Tracks (2014)

by - September 26th, 2014 - Movie Reviews

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Epic Outback Survivalist Tale Tracks Lacking Danger

Tracks is a movie I wished I liked more than I actually do. Directed by the talented John Curran (The Painted Veil, We Don’t Live Here Anymore), based on the memoir by Robyn Davidson, the film brings to life a timeless saga of courage chronicling a 1,700 mile journey across the Australian continent through the heart of the Outback, all of it by foot, most of it alone. What should be a rousing story of survival and resilience disappointingly ends up being rather forgettable, never rising to the occasion like its heroine did during her 1977 expedition.

With a screenplay by newcomer Marion Nelson, the movie follows Robyn (Mia Wasikowska) as she arrives in the small town of Alice Springs with the supposed intent of walking from there all the way to the ocean, entirely on her on with only a small team of camels to aid her in the journey. Her reasons are completely ephemeral and nondescript, having something to do with her father, but by and large she’s keeping the answers to countless questions mostly to herself. Spending the next couple of years learning how to wrangle camels, her mind entirely made up to the point it cannot, will not be changed, she slowly starts making ready for the journey, putting everything in place so that once she begins changing her mind and stop will be practically impossible.

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All of which is fine, the stage set for an existential Outback adventure that’s one part All Is Lost, another Into the Wild and a final piece Picnic at Hanging Rock or Walkabout. Problem is, the sense of danger, the idea that Robyn is in any sort of peril, by and large it simply does not exist, and very rarely at any point during her long and perilous journey did I ever feel like the worst was about to happen. People kept popping up at every opportunity, and more often than not it was as if the National Geographic reporter, Rick Smolan (nicely played by Adam Driver), assigned to chronicle her trek could ascertain her whereabouts anytime he felt like it.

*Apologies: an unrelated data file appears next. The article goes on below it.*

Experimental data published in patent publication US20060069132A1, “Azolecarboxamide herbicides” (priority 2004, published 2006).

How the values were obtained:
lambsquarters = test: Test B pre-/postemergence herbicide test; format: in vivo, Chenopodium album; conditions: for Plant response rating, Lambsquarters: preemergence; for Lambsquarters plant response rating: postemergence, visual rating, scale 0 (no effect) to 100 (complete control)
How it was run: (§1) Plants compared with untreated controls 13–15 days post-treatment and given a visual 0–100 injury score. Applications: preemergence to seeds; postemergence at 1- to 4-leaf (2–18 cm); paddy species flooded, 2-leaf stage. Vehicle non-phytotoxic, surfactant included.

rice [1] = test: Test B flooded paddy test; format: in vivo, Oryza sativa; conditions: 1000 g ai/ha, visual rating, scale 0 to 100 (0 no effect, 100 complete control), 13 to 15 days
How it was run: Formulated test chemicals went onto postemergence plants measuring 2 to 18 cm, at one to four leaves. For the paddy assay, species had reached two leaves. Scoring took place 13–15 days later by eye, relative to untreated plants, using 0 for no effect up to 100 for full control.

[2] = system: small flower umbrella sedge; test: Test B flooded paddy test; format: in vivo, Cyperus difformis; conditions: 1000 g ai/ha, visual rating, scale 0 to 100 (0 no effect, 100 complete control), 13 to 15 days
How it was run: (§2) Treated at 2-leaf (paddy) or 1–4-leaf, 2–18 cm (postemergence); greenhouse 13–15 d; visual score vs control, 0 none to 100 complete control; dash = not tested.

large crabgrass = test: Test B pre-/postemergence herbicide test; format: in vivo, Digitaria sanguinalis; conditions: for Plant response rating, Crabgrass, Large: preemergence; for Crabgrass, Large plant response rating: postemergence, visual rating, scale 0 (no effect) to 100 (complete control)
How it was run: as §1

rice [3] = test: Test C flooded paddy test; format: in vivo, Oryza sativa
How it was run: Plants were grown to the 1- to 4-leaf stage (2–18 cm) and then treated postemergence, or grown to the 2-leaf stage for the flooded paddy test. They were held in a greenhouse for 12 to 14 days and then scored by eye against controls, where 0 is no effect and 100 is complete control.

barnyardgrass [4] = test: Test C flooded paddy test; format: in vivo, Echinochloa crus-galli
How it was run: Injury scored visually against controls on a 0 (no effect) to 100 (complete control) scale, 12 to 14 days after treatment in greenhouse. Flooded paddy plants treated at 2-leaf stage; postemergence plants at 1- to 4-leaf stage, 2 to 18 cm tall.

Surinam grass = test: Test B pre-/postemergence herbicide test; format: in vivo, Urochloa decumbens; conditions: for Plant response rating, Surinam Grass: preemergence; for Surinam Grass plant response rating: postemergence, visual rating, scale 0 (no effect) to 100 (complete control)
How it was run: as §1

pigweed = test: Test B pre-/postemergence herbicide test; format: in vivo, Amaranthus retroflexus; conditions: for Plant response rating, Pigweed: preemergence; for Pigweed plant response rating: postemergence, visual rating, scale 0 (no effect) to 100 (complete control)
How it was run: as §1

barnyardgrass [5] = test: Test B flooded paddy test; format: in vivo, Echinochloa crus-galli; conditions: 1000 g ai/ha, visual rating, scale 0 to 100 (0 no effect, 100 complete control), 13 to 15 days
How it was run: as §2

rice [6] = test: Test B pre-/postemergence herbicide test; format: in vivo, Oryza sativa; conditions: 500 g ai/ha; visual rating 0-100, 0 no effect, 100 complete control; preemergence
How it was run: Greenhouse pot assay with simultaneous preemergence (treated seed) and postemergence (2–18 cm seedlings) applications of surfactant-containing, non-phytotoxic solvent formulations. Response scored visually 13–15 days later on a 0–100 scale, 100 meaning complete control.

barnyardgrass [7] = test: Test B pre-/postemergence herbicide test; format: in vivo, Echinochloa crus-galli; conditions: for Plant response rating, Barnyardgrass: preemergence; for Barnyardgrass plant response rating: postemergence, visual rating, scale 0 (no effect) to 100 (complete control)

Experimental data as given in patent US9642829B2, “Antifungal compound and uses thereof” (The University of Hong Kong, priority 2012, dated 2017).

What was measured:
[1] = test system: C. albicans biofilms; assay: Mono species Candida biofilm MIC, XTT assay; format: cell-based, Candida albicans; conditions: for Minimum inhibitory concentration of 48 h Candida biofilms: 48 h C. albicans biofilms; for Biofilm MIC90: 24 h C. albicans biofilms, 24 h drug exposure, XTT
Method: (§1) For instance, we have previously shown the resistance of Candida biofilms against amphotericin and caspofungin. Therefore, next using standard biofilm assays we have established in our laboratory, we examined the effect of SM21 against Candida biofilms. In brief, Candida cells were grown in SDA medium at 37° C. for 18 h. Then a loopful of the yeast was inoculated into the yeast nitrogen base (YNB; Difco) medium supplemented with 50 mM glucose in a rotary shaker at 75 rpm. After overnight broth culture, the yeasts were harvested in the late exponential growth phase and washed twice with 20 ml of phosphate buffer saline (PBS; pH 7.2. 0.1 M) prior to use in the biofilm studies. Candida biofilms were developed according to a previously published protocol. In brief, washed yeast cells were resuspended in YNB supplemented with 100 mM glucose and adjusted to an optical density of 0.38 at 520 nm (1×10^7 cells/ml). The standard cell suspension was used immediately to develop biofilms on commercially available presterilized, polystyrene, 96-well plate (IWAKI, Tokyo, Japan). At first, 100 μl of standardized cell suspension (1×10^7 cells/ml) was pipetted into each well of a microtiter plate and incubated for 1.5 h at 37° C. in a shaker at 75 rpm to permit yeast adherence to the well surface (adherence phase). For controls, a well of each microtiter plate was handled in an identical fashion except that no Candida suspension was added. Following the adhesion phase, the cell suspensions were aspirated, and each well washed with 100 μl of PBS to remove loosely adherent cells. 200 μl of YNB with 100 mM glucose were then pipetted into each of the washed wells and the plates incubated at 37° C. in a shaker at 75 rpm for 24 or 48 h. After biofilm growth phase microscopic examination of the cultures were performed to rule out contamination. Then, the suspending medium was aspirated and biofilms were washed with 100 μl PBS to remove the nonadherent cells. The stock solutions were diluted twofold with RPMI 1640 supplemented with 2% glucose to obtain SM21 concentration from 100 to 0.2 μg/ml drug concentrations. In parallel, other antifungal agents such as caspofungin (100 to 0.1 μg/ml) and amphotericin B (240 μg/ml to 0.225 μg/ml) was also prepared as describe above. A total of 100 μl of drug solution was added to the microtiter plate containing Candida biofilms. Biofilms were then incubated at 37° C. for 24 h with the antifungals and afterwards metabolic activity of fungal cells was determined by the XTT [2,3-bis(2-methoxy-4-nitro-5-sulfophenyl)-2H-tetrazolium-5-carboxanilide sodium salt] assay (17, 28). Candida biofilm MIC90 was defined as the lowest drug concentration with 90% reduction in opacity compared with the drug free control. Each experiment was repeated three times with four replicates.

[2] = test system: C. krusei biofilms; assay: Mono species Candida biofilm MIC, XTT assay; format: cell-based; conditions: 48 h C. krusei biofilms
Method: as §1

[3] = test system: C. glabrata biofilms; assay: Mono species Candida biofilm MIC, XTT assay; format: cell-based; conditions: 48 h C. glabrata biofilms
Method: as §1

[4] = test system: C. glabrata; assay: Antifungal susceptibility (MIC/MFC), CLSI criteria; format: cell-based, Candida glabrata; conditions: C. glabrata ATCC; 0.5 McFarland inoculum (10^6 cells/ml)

It’s honestly more than a little weird, and while I guess the film faithfully follows the anecdotes described in Davidson’s best-selling memoir that doesn’t make them anymore affecting when replicated on-screen. There is an odd detachment between the character and the audience that’s plain bizarre, the whole thing feeling more like a PBS travelogue through the Outback than it does anything remotely more substantive or emotionally involving.

Don’t blame Wasikowska. She’s fantastic, fearlessly giving a complex, multifaceted performance that’s brutally honest about showcasing the heroine in full, warts and all. It doesn’t sympathize with her in ways that feel unnecessary. It doesn’t try to make a case there’s some grand design behind her desire to engage in this particular adventure. The actress reveals the character’s interior motivations slowly, bit by bit, never overdoing it or trying to make Davidson something she was not. It’s a fascinating portrait, showing once again that Wasikowska is without question one of the more dynamic, fascinating and flat-out talented young performers working today.

The movie is also, unsurprisingly, visually stunning, cinematographer Mandy Walker (Red Riding Hood) achieving a level of eloquence that’s continually bewitching. The camerawork is remarkable, imbuing the film with a timeless, opulently epic quality the narrative itself rarely lives up to. It’s a sight to see, and whether Robyn is stuck in the middle of a never-ending desert or making friends with Aborigines in their dilapidated homesteads there’s always something to look at and be consumed by making the film as a whole far more worthwhile than it otherwise would have been.

There are also some wonderful sequences sprinkled throughout, not the least of which is Robyn’s meeting up with a cadre of elder Aborigines, the result of which leads to one of them joining her on a critical part of her trek. It’s a magical montage, much of it wordless, the whole portion striking the sort of awe-inspiring, intensely personal tone I can’t help but think Curran was going for.

Yet I remain disappointed nonetheless. Tracks kept me at arm’s length, never allowed me to embrace any facet in ways that were entirely satisfying. While Davidson’s journey remains incredible, and while Wasikowska’s performance is superb, I can’t help but feel like Curran has dropped the ball as far as this film goes, this epic tale feeling far more insignificant and not nearly as insightful as they intrinsically should have.

Film Rating: 2.5 out of 4